Axial mechanical properties of fresh human cerebral blood vessels

Kenneth L. Monson, Werner Goldsmith, Nicholas M. Barbaro, Geoffrey T. Manley

Research output: Contribution to journalArticle

115 Scopus citations


Human cerebral blood vessels are frequently damaged in head impact, whether accidental or deliberate, resulting in intracranial bleeding. Additionally, the vasculature constitutes the support structure for the brain and, hence, plays a key role in the cranial load response. Quantification of its mechanical behavior, including limiting loads, is thus required for a proper understanding and modeling of traumatic brain injury - as well as providing substantial assistance in the development and application of preventive measures. It is believed that axial stretching is the dominant loading mode for the blood vessels, regardless of the nature of the insult. Eighteen arteries and fourteen veins were obtained from the cortical surface of the cerebral temporal lobe of patients undergoing surgery. These vessels were stretched to failure in the longitudinal direction, either quasistatically or dynamically. The significance of specimen and experiment parameters was determined using multivariate analysis of variance (MANOVA) testing. Results demonstrate that the arteries were considerably stiffer than the veins, carrying approximately twice as much stress at failure but withstanding only half as much stretch. No significant rate dependence was measured over a strain rate range of more than four orders of magnitude (0.01 to 500 s-1).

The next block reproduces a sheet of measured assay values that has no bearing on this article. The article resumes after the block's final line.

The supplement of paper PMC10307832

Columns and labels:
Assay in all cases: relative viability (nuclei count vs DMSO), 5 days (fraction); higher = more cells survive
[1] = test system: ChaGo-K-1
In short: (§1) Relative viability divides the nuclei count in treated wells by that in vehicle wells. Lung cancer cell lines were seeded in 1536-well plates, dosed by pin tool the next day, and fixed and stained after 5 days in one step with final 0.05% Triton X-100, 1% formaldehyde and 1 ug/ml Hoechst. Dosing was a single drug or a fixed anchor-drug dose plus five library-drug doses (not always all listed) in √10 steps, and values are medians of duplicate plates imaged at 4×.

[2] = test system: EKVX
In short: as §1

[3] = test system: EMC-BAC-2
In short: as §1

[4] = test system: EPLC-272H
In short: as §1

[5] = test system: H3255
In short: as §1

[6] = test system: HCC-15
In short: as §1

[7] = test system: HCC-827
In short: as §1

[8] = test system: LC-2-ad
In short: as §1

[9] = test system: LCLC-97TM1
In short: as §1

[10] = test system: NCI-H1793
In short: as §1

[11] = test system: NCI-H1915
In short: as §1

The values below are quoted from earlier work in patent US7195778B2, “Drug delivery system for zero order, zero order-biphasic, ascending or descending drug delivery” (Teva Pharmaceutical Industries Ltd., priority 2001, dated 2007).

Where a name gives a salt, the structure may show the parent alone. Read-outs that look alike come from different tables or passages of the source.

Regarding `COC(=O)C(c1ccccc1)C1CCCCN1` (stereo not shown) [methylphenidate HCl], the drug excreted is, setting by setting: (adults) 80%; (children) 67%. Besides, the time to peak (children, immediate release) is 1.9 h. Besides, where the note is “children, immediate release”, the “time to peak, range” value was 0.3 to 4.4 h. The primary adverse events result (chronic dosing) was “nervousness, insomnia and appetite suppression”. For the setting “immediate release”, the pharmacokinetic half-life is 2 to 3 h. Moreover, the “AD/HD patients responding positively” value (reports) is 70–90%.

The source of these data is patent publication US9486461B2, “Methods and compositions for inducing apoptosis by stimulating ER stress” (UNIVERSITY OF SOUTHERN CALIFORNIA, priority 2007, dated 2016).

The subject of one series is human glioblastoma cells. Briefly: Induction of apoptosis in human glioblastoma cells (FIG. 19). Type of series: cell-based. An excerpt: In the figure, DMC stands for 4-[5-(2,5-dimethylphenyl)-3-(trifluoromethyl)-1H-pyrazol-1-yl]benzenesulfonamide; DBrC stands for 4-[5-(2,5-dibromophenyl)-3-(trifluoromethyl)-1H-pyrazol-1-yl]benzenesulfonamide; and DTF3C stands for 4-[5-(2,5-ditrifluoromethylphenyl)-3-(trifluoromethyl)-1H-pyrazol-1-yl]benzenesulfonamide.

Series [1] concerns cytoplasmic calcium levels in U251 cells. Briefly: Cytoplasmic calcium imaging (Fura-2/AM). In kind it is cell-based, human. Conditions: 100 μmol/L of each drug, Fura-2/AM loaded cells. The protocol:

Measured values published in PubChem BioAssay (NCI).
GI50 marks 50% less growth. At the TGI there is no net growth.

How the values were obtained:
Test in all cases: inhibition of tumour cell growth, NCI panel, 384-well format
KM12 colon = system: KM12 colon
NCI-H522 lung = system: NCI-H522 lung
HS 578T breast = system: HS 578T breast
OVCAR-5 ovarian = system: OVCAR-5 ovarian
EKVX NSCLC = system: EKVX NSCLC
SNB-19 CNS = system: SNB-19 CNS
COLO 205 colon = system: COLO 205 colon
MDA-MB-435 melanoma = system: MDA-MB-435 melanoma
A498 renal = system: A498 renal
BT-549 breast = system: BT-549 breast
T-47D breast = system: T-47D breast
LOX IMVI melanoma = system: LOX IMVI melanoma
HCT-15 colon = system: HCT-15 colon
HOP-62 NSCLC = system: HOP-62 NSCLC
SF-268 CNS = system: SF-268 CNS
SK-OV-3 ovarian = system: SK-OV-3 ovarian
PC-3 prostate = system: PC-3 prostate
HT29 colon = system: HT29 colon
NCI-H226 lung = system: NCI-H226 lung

Original languageEnglish (US)
Pages (from-to)288-294
Number of pages7
JournalJournal of Biomechanical Engineering
Issue number2
StatePublished - Apr 1 2003

ASJC Scopus subject areas

  • Biomedical Engineering
  • Physiology (medical)

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    Monson, K. L., Goldsmith, W., Barbaro, N. M., & Manley, G. T. (2003). Axial mechanical properties of fresh human cerebral blood vessels. Journal of Biomechanical Engineering, 125(2), 288-294.